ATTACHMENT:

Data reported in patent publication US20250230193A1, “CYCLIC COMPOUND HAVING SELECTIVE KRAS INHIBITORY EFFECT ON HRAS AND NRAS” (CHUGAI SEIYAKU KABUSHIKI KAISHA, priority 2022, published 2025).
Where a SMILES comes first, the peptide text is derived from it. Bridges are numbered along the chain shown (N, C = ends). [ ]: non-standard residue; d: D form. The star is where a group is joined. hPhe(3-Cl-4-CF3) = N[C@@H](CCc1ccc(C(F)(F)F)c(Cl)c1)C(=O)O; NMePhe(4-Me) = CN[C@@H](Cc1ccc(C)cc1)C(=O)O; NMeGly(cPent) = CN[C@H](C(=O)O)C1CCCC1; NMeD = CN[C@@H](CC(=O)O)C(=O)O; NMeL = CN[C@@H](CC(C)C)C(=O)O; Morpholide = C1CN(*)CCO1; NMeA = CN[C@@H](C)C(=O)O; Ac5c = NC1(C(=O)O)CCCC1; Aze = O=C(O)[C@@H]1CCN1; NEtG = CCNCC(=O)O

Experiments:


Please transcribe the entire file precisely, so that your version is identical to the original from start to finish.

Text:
Data reported in patent publication US20250230193A1, “CYCLIC COMPOUND HAVING SELECTIVE KRAS INHIBITORY EFFECT ON HRAS AND NRAS” (CHUGAI SEIYAKU KABUSHIKI KAISHA, priority 2022, published 2025).
Where a SMILES comes first, the peptide text is derived from it. Bridges are numbered along the chain shown (N, C = ends). [ ]: non-standard residue; d: D form. The star is where a group is joined. hPhe(3-Cl-4-CF3) = N[C@@H](CCc1ccc(C(F)(F)F)c(Cl)c1)C(=O)O; NMePhe(4-Me) = CN[C@@H](Cc1ccc(C)cc1)C(=O)O; NMeGly(cPent) = CN[C@H](C(=O)O)C1CCCC1; NMeD = CN[C@@H](CC(=O)O)C(=O)O; NMeL = CN[C@@H](CC(C)C)C(=O)O; Morpholide = C1CN(*)CCO1; NMeA = CN[C@@H](C)C(=O)O; Ac5c = NC1(C(=O)O)CCCC1; Aze = O=C(O)[C@@H]1CCN1; NEtG = CCNCC(=O)O

Experiments: